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Wednesday, December 10, 2014

Soil characterization in contrasting cropping systems under the fast track land reform programme in Zimbabwe - African Journal of Food, Agriculture and Development Vol.11 No.3

A recent article by The Guardian on land management in sub-saharan Africa specifically addresses the need for adequate soil care in order to better overall agricultural crop yields in the long-term. What's interesting is that the author underscores the total economic losses regionally by the improper care of soil within this region to gain a more fluid insight as to the need of a more established land management system altogether.

To understand this issue further, Shoko and Moyo in their article "Soil Characterization In Contrasting Cropping Systems Under The Fast Track Land Reform Programme In Zimbabwe", study the the soil found in Zimbabwe (sub-sarahan Africa) at the molecular level in hopes of better understanding the health of the soil via the levels of molecules found within. The article is in the African Journal of Food, Agriculture and Development vol.11 no.3. 

The research was conducted by studying three contrasting cropping systems in Zimbabwe: communal areas, large-scale resettlement (A2) and small-scale systems (A1), and all systems were found within the province of Manicaland. 

The soil samples were collected during the off seasons of 2006 to 2008 and the following soil sample characteristics were as follows: Ca, Mg, K, Zn, pH were tested to be in the soil, as well as variants of organic matter. Yet there were significant differences between the soil chemical properties and production systems. Calcium, magnesium, and potassium levels were generally low in all three production systems, due to overall lower than normal pH levels found in the soil.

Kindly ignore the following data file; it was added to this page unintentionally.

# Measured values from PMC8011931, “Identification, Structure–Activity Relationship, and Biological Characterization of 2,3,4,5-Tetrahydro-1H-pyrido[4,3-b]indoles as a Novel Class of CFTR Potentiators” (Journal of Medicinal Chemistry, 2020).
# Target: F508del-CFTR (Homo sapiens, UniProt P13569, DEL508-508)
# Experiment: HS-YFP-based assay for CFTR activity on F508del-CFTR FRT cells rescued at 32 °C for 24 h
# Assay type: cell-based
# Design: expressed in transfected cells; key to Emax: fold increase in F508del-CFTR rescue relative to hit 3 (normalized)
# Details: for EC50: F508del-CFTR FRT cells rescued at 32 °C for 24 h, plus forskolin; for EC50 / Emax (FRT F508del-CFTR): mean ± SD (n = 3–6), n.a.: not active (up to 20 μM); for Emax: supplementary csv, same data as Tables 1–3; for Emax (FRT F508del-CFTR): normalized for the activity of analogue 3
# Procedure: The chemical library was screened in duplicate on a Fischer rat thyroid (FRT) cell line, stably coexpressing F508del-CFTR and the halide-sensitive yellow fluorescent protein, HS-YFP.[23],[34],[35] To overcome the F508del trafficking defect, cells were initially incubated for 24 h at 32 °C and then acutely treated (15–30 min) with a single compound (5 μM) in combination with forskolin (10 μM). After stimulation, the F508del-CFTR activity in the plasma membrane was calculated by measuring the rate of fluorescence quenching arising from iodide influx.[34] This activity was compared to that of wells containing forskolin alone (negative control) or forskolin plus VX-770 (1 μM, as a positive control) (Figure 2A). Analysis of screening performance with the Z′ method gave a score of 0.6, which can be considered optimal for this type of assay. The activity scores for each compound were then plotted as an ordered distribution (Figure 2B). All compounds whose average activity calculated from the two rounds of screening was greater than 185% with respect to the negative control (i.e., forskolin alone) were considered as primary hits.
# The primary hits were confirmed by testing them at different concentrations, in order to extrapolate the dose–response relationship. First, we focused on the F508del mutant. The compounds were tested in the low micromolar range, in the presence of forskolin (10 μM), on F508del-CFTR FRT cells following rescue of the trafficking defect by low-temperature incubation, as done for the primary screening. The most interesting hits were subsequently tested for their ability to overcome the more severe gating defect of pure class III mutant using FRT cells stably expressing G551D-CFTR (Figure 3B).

A2 farms were found to have the highest (p< 0.05) Ca, Mg, and K, while the communal area had the lowest levels of soil organic matter content. That said, the soil organic content in A2 (large-scale) farms are very much able to sustain plant growth. The reason for this could be, as suggested by Shoko and Moyo, because of better land management practices, such as liming and fertilization. Suggesting that there may be a need for both the communal and A1 (small-scale) farmers to apply organic matter to boost SOM in their fields. 

With that said, the most optimum levels of organic matter for the region of Zimbabwe are between 1.5% - 5%, with results of the study showing the pH of the soil measuring between 5.0 - 6.8 (slightly acidic) in all three production systems. Yet, the acidity of the soil being significantly stronger in communal areas at the depth of 0-30cm, resulting in a negative yield of maize and groundnut within those areas. In both the A1 and A2 farms, it is suggested that the soil acidity levels could sustain the production of tobacco and sunflower and generally, there is a need for farmers in all three production systems to lime their soils and improve their organic matter through the application of crop residues and cattle manure. 

For this journal and others from this issue, click here.



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